ashamed of yourselves for "rowing"
but too proud or stubborn to admit it. j
Breakfast is a glum affair.
Now! Just before leaving for
work, what if you slipped over to
iwhere your wife was wearily "red
Iding" the table, or your husband
(silently clambering into the his
coat, and relieved the strain with
Not Just a perfunctory peck, you !
understand?but a real, honest-to- j
| gracious kiss, preferably accom- i
panying it with your arm around ;
her waist or his shoulder.
I Pouff! The life of that nasty i
little divorce-bug. which will
j surely cause you untoid suffering
and misery if he is allowed to en- j
I dure, will be extinguished in a flash, j
I Explanations, apologies and com- j
' plete understanding will follow.
I Husband, finally, will go down tho
'street whistling on his way to work]
and Wife, with a new joy and n
new resolve in her heart, will whisk j
the dishes into the kitchen to the
lilt of a song.
j No convalescence is more rapid
nor ecstatic than that following j
such cleansing of the soul.
I once wrote a little jingle sing
ing the praises of that "morning J
kiss" which was printed somewhat |
widely throughout the United
States. I received many letters
thanking me for the suggestion. I
also received a few which pooh
poohed the idea. "A Married <
Woman Who Knows" sent me the j
of Saxon rulers now dispossessed by
the Normans, accompanied by her |
stury uncle Cedric; Rebecca, beauti- j
ful Jewish maiden, whose fate is
constantly joined with that of Ivan- |
hoe. disinherited son of Cedric, a
father who will have naught to do
with a Saxon son who is willing to
accept the Normans and their ways,
and even to be a devout follower of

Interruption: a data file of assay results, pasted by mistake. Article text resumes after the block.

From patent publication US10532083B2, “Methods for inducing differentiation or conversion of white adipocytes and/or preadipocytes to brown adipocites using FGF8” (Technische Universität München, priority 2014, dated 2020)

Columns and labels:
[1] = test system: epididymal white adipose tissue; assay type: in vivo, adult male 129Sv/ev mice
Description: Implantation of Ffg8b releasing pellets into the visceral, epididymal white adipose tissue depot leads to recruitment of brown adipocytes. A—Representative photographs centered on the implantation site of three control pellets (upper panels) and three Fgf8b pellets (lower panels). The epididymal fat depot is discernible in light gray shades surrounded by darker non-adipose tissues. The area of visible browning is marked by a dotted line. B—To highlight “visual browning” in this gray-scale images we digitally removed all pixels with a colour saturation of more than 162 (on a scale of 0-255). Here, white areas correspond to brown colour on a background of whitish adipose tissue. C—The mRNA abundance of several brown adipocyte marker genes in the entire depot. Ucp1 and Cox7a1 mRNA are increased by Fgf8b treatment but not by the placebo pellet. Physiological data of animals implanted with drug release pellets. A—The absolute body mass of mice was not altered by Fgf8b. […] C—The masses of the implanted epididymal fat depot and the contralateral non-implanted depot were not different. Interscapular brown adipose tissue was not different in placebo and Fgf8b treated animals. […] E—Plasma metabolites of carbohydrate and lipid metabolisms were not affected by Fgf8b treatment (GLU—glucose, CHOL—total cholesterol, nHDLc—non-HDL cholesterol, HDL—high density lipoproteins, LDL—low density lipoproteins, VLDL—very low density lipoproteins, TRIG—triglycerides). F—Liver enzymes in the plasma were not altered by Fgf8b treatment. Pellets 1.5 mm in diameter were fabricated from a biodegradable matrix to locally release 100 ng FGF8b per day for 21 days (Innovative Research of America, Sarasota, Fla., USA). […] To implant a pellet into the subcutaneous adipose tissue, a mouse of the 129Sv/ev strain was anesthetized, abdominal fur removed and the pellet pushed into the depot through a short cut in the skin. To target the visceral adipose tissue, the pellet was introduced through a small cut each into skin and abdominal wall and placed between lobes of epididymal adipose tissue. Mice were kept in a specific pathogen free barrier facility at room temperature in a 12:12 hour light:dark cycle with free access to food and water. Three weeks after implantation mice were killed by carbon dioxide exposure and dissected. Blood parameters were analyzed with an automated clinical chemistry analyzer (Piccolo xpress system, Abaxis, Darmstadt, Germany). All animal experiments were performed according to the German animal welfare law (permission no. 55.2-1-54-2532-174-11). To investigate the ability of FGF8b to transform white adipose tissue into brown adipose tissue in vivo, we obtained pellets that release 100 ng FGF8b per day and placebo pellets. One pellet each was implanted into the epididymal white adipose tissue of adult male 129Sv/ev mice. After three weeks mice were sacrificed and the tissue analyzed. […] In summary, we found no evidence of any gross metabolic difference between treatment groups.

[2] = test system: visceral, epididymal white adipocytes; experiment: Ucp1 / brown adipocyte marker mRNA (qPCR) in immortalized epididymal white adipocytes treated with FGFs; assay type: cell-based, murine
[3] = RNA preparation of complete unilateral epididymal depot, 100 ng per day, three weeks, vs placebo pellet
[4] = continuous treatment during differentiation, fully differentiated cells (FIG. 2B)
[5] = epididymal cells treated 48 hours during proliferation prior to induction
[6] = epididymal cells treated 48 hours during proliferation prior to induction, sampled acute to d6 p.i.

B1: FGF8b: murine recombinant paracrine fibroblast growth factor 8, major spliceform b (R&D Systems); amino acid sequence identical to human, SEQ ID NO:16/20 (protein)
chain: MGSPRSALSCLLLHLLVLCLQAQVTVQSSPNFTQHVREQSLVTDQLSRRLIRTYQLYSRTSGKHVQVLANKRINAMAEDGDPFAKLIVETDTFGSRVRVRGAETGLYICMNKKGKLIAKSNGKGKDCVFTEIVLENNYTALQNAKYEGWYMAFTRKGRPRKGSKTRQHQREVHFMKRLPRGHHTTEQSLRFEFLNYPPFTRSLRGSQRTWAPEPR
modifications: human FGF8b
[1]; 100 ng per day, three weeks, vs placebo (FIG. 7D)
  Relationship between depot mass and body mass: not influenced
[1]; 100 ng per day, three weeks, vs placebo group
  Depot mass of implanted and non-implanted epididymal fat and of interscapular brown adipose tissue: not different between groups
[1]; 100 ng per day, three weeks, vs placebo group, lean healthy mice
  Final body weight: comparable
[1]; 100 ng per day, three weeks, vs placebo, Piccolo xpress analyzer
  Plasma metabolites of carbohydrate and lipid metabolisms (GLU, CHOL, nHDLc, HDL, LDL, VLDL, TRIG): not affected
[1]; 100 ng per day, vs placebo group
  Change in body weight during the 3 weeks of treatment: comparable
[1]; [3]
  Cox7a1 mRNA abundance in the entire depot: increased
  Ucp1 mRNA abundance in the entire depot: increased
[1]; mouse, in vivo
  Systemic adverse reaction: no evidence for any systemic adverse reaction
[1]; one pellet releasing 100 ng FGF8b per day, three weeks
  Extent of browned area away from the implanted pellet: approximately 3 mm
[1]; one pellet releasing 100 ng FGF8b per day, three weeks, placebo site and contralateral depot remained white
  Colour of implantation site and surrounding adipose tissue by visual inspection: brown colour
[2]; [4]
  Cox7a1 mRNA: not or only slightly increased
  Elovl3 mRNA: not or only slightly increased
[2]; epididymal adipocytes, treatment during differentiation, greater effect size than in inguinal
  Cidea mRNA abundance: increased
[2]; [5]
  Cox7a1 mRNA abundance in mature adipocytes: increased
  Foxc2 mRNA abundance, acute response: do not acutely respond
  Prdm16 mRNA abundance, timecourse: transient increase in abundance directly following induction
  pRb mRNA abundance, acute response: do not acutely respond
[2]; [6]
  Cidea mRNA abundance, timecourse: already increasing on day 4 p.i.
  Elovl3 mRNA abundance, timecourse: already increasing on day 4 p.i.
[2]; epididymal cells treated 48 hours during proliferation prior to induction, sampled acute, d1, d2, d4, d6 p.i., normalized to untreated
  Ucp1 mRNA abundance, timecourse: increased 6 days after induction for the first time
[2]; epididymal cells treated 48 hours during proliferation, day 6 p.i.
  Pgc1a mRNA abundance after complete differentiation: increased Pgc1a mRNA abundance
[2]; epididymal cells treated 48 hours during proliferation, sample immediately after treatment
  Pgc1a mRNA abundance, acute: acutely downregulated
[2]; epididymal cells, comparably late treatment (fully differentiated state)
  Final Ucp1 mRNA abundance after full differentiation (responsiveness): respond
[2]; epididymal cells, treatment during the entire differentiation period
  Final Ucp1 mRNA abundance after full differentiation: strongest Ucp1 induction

Richard the King; Isaac of York.
Rebecca's father, wandering Jew of
vast wealth, who is constantly the
prey of the ruthless Norman nobles
who would wring his riches from
him by torture and imprisonment;
Robin Hood and his merry men of
the forest glades, not forgetting the
redoutable Friar Tuck. equally
adept in the ways of the clerk, the,
yeoman, or the roisterer. To them ,
are added of Norman stock the re-1
doubtable Front-de-Boeuf. Brian de
Bois-Guilbert. the Prior of Jor-|
vaulx. and Prince John; Athelstane. j
Saxon lord, destined by Cedric for j
the hand of Rowena; Gurth the,
swineherd, and Wamba the jester; |
and the mysterious Black Prince,
who. like Ivanhoe, makes his ap
pearance incognito till he shall dis
cover how things have gone in his
Sir Walter prided himself on his
mastery of what he called "the big
bow-wow" style; no other of the
Waverly Novels illustrates this power
better "than "Ivanhoe." One stately
and stirring event follows another, all
holding the reader rapt in thrills, but
none quite so much as the siege of
the castle of Front-de-Boeuf by Rich
ard and his Saxon friends. Rebecca
from the lattice recounting to the
wounded Ivanhoe the fortunes of the
battle stands out in the memory of
many a reader as Sir Walter's great
est success in the grand style. And
despite the heroic mould in which the
characters are cast, they yet surpass
in the hold they gain upon the reader.
Don't let btm co to work In thr morolnjc with ancrr or worry In
bin heart. Sruk up behind him and rnd the qaarrel with ? kls?.
When Henry comes home at half |
(Henry, my darling hubby).
Smelling of garlic and cloves again.
("My. but his beard is 6tubbyl">
And says he was out to see a sick I
Who would surely mis* him?
That stall is as old as arithmetic?
What should I do. Judge?kiss
When Henry comcs home at half
(Henry, my darling hubbv).
After spending the night with
cards and "brew"
Down at his cozy clubby?
When he tips with a thump over
(Never been known to miss 'em).
What should I do *hen he gets,